Five burning issues for Lima climate talks this week

Rough road to Paris lies ahead unless ministers resolve these key issues when they arrive at UN climate talks in Lima 

Co-chair Kishan Kumarsingh follows proposed amendments to the text on the screen (Pic: IISD/ENB)

Co-chair Kishan Kumarsingh follows proposed amendments to the text on the screen (Pic: IISD/ENB)

By Sophie Yeo in Lima

Ministers should not expect an easy ride when they arrive in Lima next week for the final, intense stretch of the UN climate talks.

Negotiators have already spent a week bickering and pouring over texts, but the most important issues remain unresolved.

For smooth sailing towards Paris next year, ministers must make progress on these five burning issues.

1. Loss and damage

For many, typhoon Hagupit smashing through the Philippines will crystallise the issue of loss and damage, or how countries can deal with climate impacts that are so severe that adaptation is no longer possible.

But some countries are still arguing that loss and damage should be considered as no more than an extension to adaptation. Least developed countries and small islands states are arguing strongly for it to be considered as a key part of the new agreement in its own right.

What’s making this difficult is that small island developing countries are not included on the committee dealing with loss and damage. They are fighting for this to change.

Another obstacle, as ever, is finance. The text currently sets out the option of setting up a financial mechanism to deal with the costs of climate impacts. Developed countries are against this, concerned that they could be confronted with a bill for the growing expense of rising sea levels, droughts and storms.

2. Contributions

Countries need to decide on what and how they will have to promise when it comes to tackling climate change in the new UN deal. Parties are calling these “intended nationally determined contributions”.

The crux of this issue is whether countries just make commitments on how they are going to reduce their emissions, or whether they also make promises related to finance and adaptation. Unless this is decided, the process in Lima will be scuppered.

At UN talks in Warsaw last year, countries agreed these targets had to be on the table by March 2015.

Without formal guidance established here in Lima on how these targets will be measured and calculated, countries will be left comparing apples and oranges. It will become almost impossible to tell whether what countries are prepared to do will be enough to stop dangerous levels of climate change.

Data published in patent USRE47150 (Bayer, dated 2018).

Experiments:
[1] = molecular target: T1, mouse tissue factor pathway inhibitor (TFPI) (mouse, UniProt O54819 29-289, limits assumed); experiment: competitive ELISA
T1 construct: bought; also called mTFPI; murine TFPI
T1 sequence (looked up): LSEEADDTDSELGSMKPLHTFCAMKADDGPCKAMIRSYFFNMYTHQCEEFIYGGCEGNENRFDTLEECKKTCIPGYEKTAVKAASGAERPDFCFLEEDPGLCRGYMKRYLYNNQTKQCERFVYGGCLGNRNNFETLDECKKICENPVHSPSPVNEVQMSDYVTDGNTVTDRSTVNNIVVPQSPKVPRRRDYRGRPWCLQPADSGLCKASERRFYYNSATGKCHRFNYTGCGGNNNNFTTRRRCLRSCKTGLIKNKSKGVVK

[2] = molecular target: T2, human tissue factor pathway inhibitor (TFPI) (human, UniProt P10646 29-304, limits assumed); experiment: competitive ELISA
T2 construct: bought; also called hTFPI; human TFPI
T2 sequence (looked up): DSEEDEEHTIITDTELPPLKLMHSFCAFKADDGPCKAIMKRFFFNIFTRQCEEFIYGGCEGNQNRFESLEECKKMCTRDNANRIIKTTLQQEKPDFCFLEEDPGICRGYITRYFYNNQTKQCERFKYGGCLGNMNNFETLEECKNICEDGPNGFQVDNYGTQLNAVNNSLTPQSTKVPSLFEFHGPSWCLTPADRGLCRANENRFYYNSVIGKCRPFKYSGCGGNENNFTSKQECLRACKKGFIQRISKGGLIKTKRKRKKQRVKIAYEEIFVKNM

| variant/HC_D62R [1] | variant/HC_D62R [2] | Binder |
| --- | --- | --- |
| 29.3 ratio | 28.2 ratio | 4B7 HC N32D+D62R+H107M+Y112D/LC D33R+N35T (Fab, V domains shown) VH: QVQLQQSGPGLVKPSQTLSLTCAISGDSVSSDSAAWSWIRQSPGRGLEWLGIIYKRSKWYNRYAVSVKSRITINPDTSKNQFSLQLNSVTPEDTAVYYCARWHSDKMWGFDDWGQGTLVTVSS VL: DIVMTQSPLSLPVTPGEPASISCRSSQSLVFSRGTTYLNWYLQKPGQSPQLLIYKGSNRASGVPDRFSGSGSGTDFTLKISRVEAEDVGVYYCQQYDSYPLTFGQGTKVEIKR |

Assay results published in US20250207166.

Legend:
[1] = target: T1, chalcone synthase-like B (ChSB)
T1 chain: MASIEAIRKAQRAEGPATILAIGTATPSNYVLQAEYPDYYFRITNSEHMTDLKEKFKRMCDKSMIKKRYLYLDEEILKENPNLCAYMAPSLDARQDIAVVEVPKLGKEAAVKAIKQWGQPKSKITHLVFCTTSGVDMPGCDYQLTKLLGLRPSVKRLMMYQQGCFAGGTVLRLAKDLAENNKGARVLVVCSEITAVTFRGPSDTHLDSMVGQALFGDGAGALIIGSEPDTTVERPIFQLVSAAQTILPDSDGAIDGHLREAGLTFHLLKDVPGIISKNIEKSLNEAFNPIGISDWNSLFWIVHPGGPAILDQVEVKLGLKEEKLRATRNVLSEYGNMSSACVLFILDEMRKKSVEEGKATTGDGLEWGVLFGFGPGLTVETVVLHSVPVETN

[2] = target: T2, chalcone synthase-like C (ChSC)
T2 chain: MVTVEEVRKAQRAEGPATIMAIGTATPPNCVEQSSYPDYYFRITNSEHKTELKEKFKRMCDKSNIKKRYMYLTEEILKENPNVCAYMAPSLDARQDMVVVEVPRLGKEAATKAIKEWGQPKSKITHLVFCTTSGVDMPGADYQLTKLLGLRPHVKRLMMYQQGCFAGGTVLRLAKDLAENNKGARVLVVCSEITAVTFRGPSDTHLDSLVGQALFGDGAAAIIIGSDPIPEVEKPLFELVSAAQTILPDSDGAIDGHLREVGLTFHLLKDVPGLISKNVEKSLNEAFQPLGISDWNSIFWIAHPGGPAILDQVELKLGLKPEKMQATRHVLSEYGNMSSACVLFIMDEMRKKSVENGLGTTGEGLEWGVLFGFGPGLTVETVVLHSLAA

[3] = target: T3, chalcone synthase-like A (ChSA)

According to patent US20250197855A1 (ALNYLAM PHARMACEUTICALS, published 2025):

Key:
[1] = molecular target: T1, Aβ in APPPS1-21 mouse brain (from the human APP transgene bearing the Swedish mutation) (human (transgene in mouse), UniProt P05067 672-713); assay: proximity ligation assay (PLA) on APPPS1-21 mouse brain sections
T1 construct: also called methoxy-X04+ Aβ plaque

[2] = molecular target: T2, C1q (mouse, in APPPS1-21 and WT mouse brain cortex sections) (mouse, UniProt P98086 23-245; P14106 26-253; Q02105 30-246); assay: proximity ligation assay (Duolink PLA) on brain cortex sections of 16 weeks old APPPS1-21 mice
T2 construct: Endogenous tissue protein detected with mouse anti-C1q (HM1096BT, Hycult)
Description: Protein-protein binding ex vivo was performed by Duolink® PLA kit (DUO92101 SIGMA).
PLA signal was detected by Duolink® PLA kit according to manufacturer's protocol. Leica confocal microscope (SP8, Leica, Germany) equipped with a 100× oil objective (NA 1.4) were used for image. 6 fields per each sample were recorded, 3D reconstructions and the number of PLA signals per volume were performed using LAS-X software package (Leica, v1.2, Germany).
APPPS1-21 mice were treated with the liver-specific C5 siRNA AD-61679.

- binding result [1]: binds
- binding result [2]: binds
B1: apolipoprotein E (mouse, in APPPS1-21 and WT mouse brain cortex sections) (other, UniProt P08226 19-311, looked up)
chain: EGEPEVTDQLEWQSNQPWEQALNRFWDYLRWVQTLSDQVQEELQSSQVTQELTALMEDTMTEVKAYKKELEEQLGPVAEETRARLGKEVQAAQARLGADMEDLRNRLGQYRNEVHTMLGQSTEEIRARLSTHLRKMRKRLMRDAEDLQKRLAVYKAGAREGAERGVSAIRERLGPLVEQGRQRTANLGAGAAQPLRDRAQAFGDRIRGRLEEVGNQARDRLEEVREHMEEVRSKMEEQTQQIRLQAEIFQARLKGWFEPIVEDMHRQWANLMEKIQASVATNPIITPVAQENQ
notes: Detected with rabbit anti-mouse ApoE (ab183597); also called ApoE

3. Elements text

At the negotiations in Paris next year, countries will actually need a text to negotiate.

Countries have been working from a “non-paper” this week. This 23-page document sets out all the possible elements to be included in next year’s Paris deal. It has formed the basis of discussions and sparked many a debate, but countries have not formally adopted it as the basis of negotiations. Therefore it has no formal standing in the talks.

The co-chairs of the session will synthesise all the views expressed by country negotiators this week, and release a new version sometime between Sunday and Monday.

Ministers will then discuss this new document in fairly general terms next week. By the end, the aim is to have all the possibilities set out in something vaguely comprehensible that can be formally negotiated when countries meet again in 2015.

4. Review

Everyone is ready enough to acknowledge that what countries say they will do to tackle climate change will not be enough to avert dangerous levels of warming. They are not especially willing to do anything about it.

A formal review of these pledges would make it easy to see who has not pulled their weight, and unlock a process where countries are able to ramp up their commitments in line with what is required by science.

The EU has been the strongest supporter of this approach so far, but other countries have pushed back.

The US favours some general chatter around the ambition of everyone’s commitments, but no formal process to ramp them up. And China has pulled out some of the language relating to such a review. If this is not resolved this week, the numbers could possibly be reviewed after Paris.

5. Commitment period

When countries finally get to the stage of putting forward their contributions to the new climate deal, in what year will they set their targets?

Some countries say that the goals should be made on a five year basis, shaping the world’s response to climate change up to 2025.

This is the view favoured by many NGOs, which say that it allowed it to capture the highest level of ambition at the time. It has also been championed by the Marshall Islands and the Latin American alliance known as AILAC.

But the EU wants countries to base their targets on 2030. This long term vision of climate action will provide certainty to businesses and investors, who will be the ones financing much of the transition towards a green economy.

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